Zion Lutheran Church Sermon – February 18, 2017

Sarah Goettsch

February 18, 2017

 

Shortly after I was first ordained as a pastor and was settling into my call serving two small congregations in Calamus, Iowa, I found myself driving up to a tiny town called Charlotte with Roy and Ann Ihns, who had been married for over 7o years. We were driving to Charlotte, because there is a meat locker there which sold lard. Ann insisted I needed to buy lard there in order to make pie crusts; otherwise, I couldn’t consider myself a self-respecting baker. And so I loaded Roy and Ann up in my car, both in their late 90’s, and we set off on our hour-long journey to purchase lard.

We made it to Charlotte, I bought the obligatory tub of lard, loaded Roy and Ann back up into my car and set off on the journey home. Ann insisted we take the back roads home, and because it was a beautiful fall day, I agreed.  You should know this was before GPS and you should also know I have zero sense of direction. It was some time before I noticed how quiet things had grown in the back seat, so imagine my alarm when I looked in my rear view mirror and saw both of them slumped into each other, eyes closed. As I pulled onto the shoulder, I panicked, fearing the worst, that they had somehow simultaneously expired right there in the back seat of my car…

After some significant shaking and shouting, it became clear they had both simply fallen asleep, which was wonderful and such a relief. However, when Ann finally rubbed her eyes, she looked out the car window and exclaimed, “Well, where in the HELL are we?” I didn’t know, because I’d been driving for a while as she slept and apparently should have turned but didn’t because my backseat navigators were, well, asleep.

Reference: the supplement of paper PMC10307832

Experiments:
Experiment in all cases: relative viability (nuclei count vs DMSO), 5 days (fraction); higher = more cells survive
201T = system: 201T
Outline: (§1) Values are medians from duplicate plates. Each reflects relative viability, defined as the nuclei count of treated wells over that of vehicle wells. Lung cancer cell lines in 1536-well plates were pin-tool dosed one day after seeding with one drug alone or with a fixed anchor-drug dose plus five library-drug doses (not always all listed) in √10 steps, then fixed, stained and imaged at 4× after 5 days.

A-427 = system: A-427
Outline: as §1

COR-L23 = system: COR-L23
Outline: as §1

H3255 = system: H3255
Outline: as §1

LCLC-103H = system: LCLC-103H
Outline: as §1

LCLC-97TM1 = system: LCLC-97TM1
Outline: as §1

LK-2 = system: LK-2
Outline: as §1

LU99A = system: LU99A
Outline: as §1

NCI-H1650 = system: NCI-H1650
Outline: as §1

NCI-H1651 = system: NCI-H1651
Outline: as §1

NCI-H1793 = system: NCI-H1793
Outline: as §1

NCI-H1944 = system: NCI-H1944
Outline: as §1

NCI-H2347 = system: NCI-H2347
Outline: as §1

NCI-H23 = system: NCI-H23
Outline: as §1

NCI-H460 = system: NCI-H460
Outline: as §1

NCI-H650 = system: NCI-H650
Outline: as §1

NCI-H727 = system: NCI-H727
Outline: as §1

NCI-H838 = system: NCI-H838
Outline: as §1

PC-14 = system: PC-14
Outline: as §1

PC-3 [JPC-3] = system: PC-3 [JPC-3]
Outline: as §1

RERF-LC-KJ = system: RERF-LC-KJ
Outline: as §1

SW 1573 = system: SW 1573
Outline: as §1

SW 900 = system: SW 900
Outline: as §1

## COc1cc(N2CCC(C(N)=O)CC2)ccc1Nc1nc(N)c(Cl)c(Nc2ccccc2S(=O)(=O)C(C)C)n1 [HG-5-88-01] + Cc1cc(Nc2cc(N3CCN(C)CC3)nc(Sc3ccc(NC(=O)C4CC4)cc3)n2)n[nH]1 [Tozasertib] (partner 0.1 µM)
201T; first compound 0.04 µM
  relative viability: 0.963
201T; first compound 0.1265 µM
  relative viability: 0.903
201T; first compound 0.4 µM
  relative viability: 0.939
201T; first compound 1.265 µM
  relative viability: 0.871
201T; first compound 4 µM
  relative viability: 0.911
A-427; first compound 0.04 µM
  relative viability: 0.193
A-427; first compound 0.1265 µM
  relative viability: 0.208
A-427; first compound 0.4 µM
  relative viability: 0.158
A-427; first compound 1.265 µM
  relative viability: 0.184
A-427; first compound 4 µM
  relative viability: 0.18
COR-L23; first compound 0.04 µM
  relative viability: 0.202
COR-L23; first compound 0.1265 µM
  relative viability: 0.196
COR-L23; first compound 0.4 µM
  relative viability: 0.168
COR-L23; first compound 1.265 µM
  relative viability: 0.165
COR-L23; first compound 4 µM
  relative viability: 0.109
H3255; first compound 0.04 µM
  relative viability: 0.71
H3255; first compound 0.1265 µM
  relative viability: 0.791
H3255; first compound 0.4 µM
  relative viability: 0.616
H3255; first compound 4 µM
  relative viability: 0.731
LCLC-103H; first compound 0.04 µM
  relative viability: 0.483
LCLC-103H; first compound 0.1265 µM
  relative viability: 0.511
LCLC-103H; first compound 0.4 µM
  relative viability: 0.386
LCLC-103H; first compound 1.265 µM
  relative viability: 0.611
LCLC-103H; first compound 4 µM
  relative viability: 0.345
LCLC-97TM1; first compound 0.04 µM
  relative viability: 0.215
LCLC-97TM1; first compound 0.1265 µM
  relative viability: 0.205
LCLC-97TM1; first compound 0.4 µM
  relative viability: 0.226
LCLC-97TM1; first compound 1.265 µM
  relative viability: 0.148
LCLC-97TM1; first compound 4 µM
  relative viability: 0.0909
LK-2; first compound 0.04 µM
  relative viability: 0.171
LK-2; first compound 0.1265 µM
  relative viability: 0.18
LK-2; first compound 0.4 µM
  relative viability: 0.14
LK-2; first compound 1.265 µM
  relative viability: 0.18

The ensuing conversation went as follows:

Ann, “We’re LOST and you can’t help, because you’re blind as a bat!”

Roy, “Calm down, we’ll be fine!”

Ann, “We aren’t fine. We’re in a terrible mess now!”

Roy, chuckling to himself, “I might be blind, but it’s still a beautiful day for a drive. We might be in a mess, but we’re in a beautiful mess.”

And Ann punched Roy affectionately in the shoulder, as only a wife of 70 plus years can do. And we eventually found our way home, and I learned to bake pie crusts with lard.

 

I’ve remembered that phrase for about 16 years–beautiful mess–and I shared that same story in both of their funeral sermons, when I had the privilege of ushering them into the kingdom of heaven. It’s a good phrase to hold onto, for sure…a beautiful mess.  

 

The phrase “beautiful mess” accurately describes human relationships, if we are honest…family life, work culture, the classroom, relationships, faith…it’s safe to say that every human relationship has some proportion of messiness. Don’t be fooled by relationships that look perfect on the surface, because underneath the surface you’ll find a mess. Whether the relationship exists between parents and kids, friends, lovers, spouses, whatever, human relationships are beautiful, but messy.

 

Lutheran Campus Ministry is no exception. We have our share of mess, we have our misunderstandings and drama. There is hurt and pain LCM just like there is in any home or any ministry or anytime people are in relationship. But it’s still a beautiful ministry, with truly beautiful people. Even in the mess that our world finds itself in, LCM is working hard to establish itself as a place where Love Lives. Here are the top ten things LCM is doing right now; in all of them, you will identify beauty and mess:

 

  1. Two weeks ago, we participated in the rally on the ped mall to demonstrate solidarity with immigrants, minorities and Muslims. Public outcry in the face of injustice is beauty in the midst of mess.
  2. Last week, 24 students from the U of I attended a retreat at Wartburg Seminary, several of whom are preparing for a life of ordained ministry in the ELCA. The question of vocation is messy, yet beautiful.
  3. Last Sunday, we hosted a community forum to give voice to those who marched in January and to connect participants with contact persons in the community who can lead them to legislative action. We had over 150 people in attendance. Public discourse and moral deliberation are beautifully messy things.